Smithsonian Perspectives

In the Smithsonian’s long history of studying cultures, we’ve learned to help people represent themselves

The study of human cultures was one of the scholarly foundations Joseph Henry, the first Secretary, planned for the Smithsonian 150 years ago. The very first publication in the Smithsonian's Contributions to Knowledge series, Ancient Monuments of the Mississippi Valley (1848) by Ephraim Squier and E. H. Davis, explored the remains of prehistoric burial mounds and the peopling of North America. Another early volume, Systems of Consanguinity and Affinity of the Human Family by Lewis Henry Morgan, was a seminal work that helped define the field of anthropology. It was, however, Civil War hero John Wesley Powell, explorer of the Grand Canyon and director of the U.S. Geological Survey, who dominated 19th-century ethnological studies. He was the founding director of the Smithsonian's Bureau of American Ethnology, which was devoted to documenting the cultures of American Indians, whose lives were radically changed through U.S. expansion westward across the continent. The Bureau, and later the Department of Anthropology, collected human remains, artifacts, artworks, documentary photographs, and other materials that helped represent people and their ways of life in museum exhibitions.

Toward the turn of the century, an eclectic group of Smithsonian naturalists, anthropologists and artists became interested in representing people and cultures through living displays and public programs. Working with Harvard's Frederick Putnam and his assistant Franz Boas, the father of American anthropology, the Smithsonian helped develop ethnological displays for the 1893 Columbian Exposition in Chicago. Groups of musicians and dancers, priests and camel drivers, and purveyors of traditional arts and industries demonstrated their cultural practices to millions of Exposition visitors. An important milestone in late 19th-century America, the Exposition introduced mass audiences to the Ferris wheel, popular foods, Mayan architecture, and cultural, naturalistic and industrial displays of exceptionally high quality. Organizers thought of the fair as an "illustrated encyclopedia of mankind." Less inspiring were the ways in which people and their cultures were depicted at the Exposition. In retrospect, the framework for the living exhibitions was an oversimplified evolutionary one. It categorized cultures in racial terms, separating the so-called primitive from the civilized, and drew unwarranted conclusions about moral and material progress and superiority. People were spoken about and displayed as if they were specimens of a type without a voice of their own.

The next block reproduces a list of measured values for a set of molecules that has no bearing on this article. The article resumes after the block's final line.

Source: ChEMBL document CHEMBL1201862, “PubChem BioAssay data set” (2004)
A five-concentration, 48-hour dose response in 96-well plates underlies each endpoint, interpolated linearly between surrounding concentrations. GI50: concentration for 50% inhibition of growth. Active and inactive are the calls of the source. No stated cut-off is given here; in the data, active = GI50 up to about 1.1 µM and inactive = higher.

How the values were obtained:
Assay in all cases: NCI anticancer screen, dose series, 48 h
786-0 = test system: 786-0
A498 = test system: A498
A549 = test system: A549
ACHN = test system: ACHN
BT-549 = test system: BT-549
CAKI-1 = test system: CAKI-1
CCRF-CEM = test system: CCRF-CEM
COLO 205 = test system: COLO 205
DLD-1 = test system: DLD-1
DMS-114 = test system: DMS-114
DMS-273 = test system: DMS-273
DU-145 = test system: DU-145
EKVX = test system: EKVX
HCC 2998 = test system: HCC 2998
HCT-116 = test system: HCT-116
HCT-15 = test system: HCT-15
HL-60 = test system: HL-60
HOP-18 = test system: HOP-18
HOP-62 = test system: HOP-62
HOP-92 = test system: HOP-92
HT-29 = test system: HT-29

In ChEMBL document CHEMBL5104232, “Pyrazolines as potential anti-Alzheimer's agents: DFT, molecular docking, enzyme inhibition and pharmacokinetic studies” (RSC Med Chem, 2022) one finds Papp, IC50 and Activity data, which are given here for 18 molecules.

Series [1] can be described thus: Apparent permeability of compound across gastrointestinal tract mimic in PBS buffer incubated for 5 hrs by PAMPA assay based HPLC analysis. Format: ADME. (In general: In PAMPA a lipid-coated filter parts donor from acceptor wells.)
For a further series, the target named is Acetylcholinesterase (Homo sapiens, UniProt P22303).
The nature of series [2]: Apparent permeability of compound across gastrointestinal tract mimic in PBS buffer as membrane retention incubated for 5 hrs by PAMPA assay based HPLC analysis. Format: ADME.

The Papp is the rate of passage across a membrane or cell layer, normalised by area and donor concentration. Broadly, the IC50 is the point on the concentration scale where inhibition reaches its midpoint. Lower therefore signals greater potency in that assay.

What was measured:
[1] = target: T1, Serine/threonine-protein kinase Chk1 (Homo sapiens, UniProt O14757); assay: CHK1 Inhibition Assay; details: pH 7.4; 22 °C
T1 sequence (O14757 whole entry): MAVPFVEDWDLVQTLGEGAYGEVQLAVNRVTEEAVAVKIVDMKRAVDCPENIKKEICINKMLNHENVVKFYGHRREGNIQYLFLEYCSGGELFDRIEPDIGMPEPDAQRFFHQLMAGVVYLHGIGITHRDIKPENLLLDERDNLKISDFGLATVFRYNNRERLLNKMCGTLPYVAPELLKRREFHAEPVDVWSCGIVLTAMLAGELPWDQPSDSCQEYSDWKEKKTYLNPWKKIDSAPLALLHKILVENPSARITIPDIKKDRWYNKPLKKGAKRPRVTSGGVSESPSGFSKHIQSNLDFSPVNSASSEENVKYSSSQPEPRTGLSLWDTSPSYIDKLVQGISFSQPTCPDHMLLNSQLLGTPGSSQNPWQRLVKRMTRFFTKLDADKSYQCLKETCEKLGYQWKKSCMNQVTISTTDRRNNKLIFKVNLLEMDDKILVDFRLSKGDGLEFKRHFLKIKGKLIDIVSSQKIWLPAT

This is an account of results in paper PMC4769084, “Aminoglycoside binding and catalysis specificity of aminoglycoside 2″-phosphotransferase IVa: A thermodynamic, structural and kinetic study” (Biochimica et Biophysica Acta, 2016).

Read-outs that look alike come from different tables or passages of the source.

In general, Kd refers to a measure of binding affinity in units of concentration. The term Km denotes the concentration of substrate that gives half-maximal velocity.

We have come a long way in our human studies. We have learned that the human subjects have a contribution to make based on their own knowledge and insights. Ethnologists in our Department of Anthropology have, over the past generation, encouraged studies of "folk knowledge," ethnoscience and indigenous systems of classification, and cultural and artistic expression. Nowhere at the Smithsonian is this so dramatic as at our annual Festival of American Folklife on the National Mall. Initiated in 1967, the Festival has blossomed as a stimulus for research, and the production of documentary films, recordings, educational materials and training programs. The Festival has provided a model for other types of cultural work around the nation and around the world.

The Festival's basic aim is to foster the engagement between people and the scholars who seek to represent them, and between those displaying their cultural traditions and an appreciative, learning audience. A far cry from the Columbian Exposition, those represented at the Festival work with Smithsonian staff to research and develop their own presentations. They speak for themselves, confront our scholars, and even occasionally challenge the public. Consider this year's Festival program "Iowa--Community Style," where some 60 individuals, including professors and meat packers, and numerous organizations conducted research on scores of grass-roots traditions across their state. Ideas were developed on how to present Iowa's cultural life at this Festival (June 26-30 and July 3-7). Iowans will take their presentation home to celebrate their sesquicentennial of statehood.

Similarly, "The American South," another program on the Mall for the Festival, will be remounted in Atlanta's Centennial Olympic Park as "Southern Crossroads," part of the Olympic Arts Festival during this summer's Games. Some 250,000 visitors a day, and many more through electronic coverage, will learn how distinctive forms of expression such as blues, gospel, jazz and rock'n'roll became an American and, indeed, a worldwide phenomenon. Over the past generation, the gap between the cultures that are represented and the curators of culture has narrowed. Recent Festivals have featured the customs, tales and worklore of White House staffers, city taxicab drivers and even trial lawyers. This year, on the occasion of our own 150th anniversary, the Festival presents "Working at the Smithsonian." In taped interviews conducted across the Institution, some 300 researchers, curators, conservators, docents, educators, plumbers and horticulturalists will share their occupational culture with visitors.

Powell and other early figures would be bemused that their ethnological studies had led to documenting and sharing with visitors the tales of museum security officers, the artistry of scientific illustrators, the acumen of fund-raisers, the skills of exhibit makers.

Neither amusement nor menagerie, the Festival's goal of cultural education and inspiration will certainly be apparent in this 150th anniversary edition.

By I. Michael Heyman

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